Calling upon the teaching community to be on guard against any attempt to change the Constitution and history of the country, West Bengal Chief Minister Mamata Banerjee on Thursday said they will be the main force in the battle to save our heritage. She recalled vandalisation of a bust of Iswarchandra Vidyasagar, a 19th century Bengali social and educational reformer, at a college in Kolkata in May and said any bid to erase the history of Bengal renaissance will not succeed.
Supporters of the BJP and the TMC had on May 14 fought pitched battles on the streets of Kolkata and the bust was vandalised during a massive road show by the saffron party president Amit Shah. Banerjee, however, did not name any political party or organisation while addressing a Teachers’ Day function in Kolkata.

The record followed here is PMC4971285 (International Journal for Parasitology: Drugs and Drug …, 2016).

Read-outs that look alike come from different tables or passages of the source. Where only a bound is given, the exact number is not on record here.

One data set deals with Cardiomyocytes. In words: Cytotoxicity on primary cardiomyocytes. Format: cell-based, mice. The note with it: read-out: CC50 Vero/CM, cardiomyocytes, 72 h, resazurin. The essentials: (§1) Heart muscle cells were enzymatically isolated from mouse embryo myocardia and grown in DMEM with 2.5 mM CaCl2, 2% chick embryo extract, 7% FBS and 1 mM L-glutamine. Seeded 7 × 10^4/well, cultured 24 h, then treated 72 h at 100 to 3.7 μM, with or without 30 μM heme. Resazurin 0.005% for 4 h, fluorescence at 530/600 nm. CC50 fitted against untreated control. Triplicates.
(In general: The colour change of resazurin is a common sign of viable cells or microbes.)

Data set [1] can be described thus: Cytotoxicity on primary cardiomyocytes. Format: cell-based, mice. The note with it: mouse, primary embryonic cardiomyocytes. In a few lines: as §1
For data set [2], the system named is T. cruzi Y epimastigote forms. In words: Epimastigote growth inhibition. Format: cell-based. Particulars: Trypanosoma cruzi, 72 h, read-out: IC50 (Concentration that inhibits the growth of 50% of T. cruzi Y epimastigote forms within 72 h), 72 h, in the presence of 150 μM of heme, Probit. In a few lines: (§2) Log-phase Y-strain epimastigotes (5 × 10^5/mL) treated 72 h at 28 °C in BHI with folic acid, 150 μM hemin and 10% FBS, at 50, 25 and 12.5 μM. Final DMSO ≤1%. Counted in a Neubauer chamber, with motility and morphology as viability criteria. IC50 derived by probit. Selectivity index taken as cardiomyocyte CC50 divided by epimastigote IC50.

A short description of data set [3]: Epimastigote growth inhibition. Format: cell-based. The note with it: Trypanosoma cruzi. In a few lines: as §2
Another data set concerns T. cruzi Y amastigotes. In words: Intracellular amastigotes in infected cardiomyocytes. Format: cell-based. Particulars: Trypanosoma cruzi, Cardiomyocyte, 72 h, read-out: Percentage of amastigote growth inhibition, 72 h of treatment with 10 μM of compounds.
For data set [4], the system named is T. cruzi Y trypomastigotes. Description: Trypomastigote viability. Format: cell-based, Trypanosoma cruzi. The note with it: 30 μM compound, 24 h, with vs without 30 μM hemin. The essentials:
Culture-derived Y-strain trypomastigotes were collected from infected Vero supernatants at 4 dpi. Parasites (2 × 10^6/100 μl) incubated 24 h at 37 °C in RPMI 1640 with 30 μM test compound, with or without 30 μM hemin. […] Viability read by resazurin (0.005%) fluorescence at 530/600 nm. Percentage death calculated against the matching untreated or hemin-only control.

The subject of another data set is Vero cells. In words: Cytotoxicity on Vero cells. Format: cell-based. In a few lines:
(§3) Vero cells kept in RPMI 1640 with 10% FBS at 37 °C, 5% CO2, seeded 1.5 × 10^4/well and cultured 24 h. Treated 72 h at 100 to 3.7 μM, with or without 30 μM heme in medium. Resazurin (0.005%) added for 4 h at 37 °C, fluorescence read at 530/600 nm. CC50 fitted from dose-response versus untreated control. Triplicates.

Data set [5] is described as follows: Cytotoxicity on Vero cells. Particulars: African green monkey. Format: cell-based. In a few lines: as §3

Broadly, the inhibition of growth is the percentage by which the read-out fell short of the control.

"Members of the teaching community have always thwarted any bid to change our history, our heritage, our culture. There is a long battle ahead and I need your wholehearted support in the battle," she said.
Banerjee said despite its tight fiscal situation, the state government has allocated Rs 20 crore for PhD scholars as the University Grants Commission has suddenly stopped the fund for research. The chief minister said the Centre has also stopped funding the ‘Sarva Shiksha Abhiyan’ and, as a result, the state government is forced to bear the entire economic burden of Rs 17,000 crore to run the project.
Apparently referring to the opposition that had expressed solidarity with the agitating teachers recently, she said, “I call upon the teaching community not to be swayed by the propaganda of those who have not done anything for you during their tenure.”
Twenty professors, 22 secondary school teachers and 25 higher secondary school teachers were given the ‘Siksha Ratna’ honour by the state government on Thursday in recognition of their services on the occasion of the Teachers’ Day.
Sixty-two schools were also adjudged 'Sera (best) School' on the occasion. West Bengal Education Minister Partha Chatterjee, who was also present at the programme, said a large number of colleges and universities came up during the eight-year rule of the Trinamool Congress.